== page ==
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OfferZen Updates: Root app - Bursary card for students
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Root app - Bursary card for students

06 March 2019, by Helené van Tonder

Simthembile Yuku is a student at Walter Sisulu University (WSU), where he’s working on the final project for his Honours degree in Computer Science.

He’s also one of Root’s private beta users, and built an MVP of a bursary app for WSU students in December last year. Root is an OfferZen project that aims to open up the world of financial services to software developers. It’s currently operating in private beta, but Root will soon launch an open and programmable lightweight bank account.

How we met Simthembile

We met Simthembile at the Standard Bank IT Challenge in August 2016, where teams from universities all over South Africa were challenged to build an Amazon Echo app relevant to the fintech industry. The team from WSU won the innovation prize for their app, which helped banks manage queues in their branches.

After taking part in the IT Challenge, Simthembile founded the WeCode society at WSU. The group is made up of first year to honours students, and functions like a meetup, getting together every Friday afternoon. Members take turns to present on coding topics they’re interested in. “The aim is really to create a space to share knowledge, learn from each other, and get people excited about Computer Science. Many first year students at WSU don’t know how exciting this field is,” Simthembile says.

The OfferZen team loved WeCode’s knowledge sharing initiative, and to support Simthembile’s project we sent startup and tech related books to the key members.

The idea for a Root bursary card

In December, Simthembile came to Cape Town for a one week internship at OfferZen. Root co-founder Louw Hopley invited him to the Root private beta, and Simthembile quickly noticed its potential for a problem faced by WSU’s bursary office.

He had an idea for an app that could be used by WSU and bursary sponsors to seamlessly manage spending by students ‒ something they’re struggling with at the moment. “Most student bursaries are specifically intended for food and books, but people spend bursary money on all kinds of other things. The way they try to control students’ spending is really inefficient. Bursary students at WSU are given 3 different cards to buy in 3 different shops,” Simthembile says. “I think it’s a problem that can be solved in a much better way.”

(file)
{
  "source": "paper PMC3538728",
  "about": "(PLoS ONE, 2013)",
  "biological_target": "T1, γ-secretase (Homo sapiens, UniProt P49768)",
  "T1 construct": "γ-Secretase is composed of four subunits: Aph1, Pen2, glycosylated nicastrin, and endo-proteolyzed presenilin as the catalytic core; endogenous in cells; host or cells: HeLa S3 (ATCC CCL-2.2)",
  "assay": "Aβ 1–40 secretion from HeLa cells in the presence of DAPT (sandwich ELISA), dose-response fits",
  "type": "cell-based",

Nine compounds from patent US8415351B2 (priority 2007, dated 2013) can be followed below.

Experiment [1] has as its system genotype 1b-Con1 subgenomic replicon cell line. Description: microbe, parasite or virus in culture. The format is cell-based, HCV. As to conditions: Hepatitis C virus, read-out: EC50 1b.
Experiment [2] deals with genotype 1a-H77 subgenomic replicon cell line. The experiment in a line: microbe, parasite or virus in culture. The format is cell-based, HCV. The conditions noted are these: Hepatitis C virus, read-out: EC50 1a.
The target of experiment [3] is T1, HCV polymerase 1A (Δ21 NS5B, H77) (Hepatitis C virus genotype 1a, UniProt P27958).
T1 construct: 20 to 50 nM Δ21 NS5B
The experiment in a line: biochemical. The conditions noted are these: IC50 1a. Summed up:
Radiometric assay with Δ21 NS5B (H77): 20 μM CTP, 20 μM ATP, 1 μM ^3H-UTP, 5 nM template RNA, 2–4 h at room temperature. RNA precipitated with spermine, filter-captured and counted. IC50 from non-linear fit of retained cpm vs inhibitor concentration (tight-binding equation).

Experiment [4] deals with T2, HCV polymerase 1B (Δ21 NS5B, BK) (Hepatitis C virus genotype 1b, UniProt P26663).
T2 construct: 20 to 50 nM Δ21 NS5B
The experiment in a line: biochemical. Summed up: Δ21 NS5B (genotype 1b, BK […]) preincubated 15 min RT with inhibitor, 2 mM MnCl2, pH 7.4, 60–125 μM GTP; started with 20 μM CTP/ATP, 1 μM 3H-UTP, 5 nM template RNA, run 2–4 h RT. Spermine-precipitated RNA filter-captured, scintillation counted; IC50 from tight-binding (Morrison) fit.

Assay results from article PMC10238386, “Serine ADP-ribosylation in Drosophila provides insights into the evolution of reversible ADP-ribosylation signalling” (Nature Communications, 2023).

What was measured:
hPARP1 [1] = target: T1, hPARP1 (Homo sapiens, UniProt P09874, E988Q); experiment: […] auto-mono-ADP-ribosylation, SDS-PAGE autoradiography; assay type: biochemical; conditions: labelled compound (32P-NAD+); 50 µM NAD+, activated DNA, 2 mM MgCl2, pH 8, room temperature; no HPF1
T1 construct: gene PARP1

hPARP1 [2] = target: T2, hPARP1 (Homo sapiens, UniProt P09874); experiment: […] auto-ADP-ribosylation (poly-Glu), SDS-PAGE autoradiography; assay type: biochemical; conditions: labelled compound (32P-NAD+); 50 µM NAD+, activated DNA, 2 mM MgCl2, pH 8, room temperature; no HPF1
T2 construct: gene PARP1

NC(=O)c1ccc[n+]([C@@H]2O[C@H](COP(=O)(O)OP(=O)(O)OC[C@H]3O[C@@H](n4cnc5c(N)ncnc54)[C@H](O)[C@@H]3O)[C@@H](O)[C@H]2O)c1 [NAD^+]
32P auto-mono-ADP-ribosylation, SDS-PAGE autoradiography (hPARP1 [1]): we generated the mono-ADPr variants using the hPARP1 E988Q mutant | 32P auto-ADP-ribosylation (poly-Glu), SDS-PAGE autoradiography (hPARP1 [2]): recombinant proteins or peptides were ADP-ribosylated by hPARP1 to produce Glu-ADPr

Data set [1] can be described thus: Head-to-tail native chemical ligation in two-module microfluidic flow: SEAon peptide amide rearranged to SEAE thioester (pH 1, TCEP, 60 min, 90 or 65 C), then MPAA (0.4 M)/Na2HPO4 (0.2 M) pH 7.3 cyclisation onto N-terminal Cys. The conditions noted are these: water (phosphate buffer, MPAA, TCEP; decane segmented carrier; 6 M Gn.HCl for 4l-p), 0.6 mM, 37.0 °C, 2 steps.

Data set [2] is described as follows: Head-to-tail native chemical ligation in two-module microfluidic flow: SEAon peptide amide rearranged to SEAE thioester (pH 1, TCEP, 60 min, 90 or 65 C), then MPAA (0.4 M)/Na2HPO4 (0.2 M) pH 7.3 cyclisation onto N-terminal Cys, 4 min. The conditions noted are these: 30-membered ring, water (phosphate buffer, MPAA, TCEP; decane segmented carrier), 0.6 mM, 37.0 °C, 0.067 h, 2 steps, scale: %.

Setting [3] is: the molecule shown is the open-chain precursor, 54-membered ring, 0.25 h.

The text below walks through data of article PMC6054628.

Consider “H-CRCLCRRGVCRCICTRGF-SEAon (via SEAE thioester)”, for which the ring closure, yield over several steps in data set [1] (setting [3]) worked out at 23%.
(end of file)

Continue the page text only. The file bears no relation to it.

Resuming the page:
The next day, Simthembile made a number of phone calls to verify and refine his idea. He spoke to bursary students he knew, WSU’s SAICA bursary organiser and representatives of the accounting department to get a better understanding of how bursary payments to students work.

Building the MVP

After the initial market research, Simthembile was keen to start working on a minimum viable product (MVP). The program would allow students to receive their monthly bursary allowance into a Root account, linked to a Root payments card. Students would be able to use their cards only at certain merchants, like specific bookstores and grocery stores, but not at liquor stores, restaurants and bars. The program would also categorise students’ spending (in categories like food or books, for example) and allow students to keep track of it throughout the month.

Simthembile wanted to use RootCode to emulate the behaviour of the 3 physical cards in code. This would mean that instead of multiple cards, a single Root card could be used, and the system could be updated dynamically. To build the technology prototype, Simthembile used Root’s online interface and wrote the RootCode for it.

The prototype allowed his Root payment card to be merchant specific. To test it he programmed the card to work at the ice cream store across the road but not at any other merchants. It worked! He was able to buy ice cream with his Root card, but when he tried to use the card at a liquor store, the transaction was declined.

With the core part of the concept proven, Simthembile focused the last two days of his internship on finalising the MVP. This included a mobile app for bursary students to keep track of how they’re spending their bursary money, allowing them to manage and plan their spending throughout the month.

“Once I’ve completed my honours degree, I’d love to develop the idea even further,” Simthembile says. “The people at WSU I spoke to were really excited about the project.”

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